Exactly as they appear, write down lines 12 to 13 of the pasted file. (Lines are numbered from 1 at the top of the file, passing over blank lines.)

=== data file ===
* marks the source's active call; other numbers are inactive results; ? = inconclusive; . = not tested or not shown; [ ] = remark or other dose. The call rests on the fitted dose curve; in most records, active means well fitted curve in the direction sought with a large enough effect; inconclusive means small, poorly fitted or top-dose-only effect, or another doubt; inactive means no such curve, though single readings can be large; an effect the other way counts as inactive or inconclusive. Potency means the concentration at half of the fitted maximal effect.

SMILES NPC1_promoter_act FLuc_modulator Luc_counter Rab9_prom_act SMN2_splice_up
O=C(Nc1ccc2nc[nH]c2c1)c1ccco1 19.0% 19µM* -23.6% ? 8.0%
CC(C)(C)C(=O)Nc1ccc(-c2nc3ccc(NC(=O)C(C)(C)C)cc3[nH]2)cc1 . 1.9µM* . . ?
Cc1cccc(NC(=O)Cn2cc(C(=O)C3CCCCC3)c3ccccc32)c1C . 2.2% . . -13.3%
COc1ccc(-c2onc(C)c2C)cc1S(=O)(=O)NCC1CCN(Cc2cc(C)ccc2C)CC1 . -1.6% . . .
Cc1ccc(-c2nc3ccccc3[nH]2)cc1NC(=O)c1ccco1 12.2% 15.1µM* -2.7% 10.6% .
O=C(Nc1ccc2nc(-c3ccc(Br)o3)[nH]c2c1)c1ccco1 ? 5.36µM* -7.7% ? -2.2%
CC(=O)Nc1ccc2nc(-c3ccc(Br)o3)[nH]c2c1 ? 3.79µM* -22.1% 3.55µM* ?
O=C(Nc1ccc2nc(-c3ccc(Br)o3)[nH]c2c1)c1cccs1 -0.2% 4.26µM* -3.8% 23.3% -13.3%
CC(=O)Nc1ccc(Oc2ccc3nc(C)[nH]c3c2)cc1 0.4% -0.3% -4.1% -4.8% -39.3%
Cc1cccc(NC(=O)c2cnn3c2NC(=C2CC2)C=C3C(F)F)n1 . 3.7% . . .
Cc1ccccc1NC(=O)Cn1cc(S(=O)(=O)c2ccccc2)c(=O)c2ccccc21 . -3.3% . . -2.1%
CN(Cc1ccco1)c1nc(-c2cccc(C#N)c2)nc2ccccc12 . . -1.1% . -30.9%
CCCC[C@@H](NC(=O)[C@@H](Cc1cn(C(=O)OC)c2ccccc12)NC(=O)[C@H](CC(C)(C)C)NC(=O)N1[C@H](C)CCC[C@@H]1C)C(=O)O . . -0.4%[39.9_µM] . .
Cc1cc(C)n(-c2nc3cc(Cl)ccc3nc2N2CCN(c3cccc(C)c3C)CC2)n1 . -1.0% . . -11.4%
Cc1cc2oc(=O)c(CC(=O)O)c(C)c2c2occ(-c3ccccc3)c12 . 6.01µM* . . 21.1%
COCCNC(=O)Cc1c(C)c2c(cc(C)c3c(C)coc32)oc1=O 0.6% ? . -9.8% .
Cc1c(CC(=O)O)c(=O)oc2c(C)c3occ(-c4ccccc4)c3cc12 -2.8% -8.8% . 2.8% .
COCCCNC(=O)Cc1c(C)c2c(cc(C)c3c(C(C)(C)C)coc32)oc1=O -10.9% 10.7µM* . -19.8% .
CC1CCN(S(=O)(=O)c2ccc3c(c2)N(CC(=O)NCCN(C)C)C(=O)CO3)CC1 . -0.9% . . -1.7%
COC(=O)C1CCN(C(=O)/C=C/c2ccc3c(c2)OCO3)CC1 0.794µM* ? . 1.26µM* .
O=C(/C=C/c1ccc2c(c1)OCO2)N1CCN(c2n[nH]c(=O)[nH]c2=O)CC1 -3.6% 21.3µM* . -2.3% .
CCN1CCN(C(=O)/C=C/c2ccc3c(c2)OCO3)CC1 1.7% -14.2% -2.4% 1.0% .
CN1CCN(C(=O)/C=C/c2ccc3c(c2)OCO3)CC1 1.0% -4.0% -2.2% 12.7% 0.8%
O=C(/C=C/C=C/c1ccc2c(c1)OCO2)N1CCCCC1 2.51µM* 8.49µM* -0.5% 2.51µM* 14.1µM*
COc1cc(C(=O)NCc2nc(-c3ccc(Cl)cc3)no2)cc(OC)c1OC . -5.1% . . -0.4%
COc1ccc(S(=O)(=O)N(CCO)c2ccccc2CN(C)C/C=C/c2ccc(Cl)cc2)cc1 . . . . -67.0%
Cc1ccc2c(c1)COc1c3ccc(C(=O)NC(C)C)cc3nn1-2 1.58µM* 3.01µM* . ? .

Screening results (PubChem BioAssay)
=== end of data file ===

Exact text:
Cc1cccc(NC(=O)c2cnn3c2NC(=C2CC2)C=C3C(F)F)n1 . 3.7% . . .
Cc1ccccc1NC(=O)Cn1cc(S(=O)(=O)c2ccccc2)c(=O)c2ccccc21 . -3.3% . . -2.1%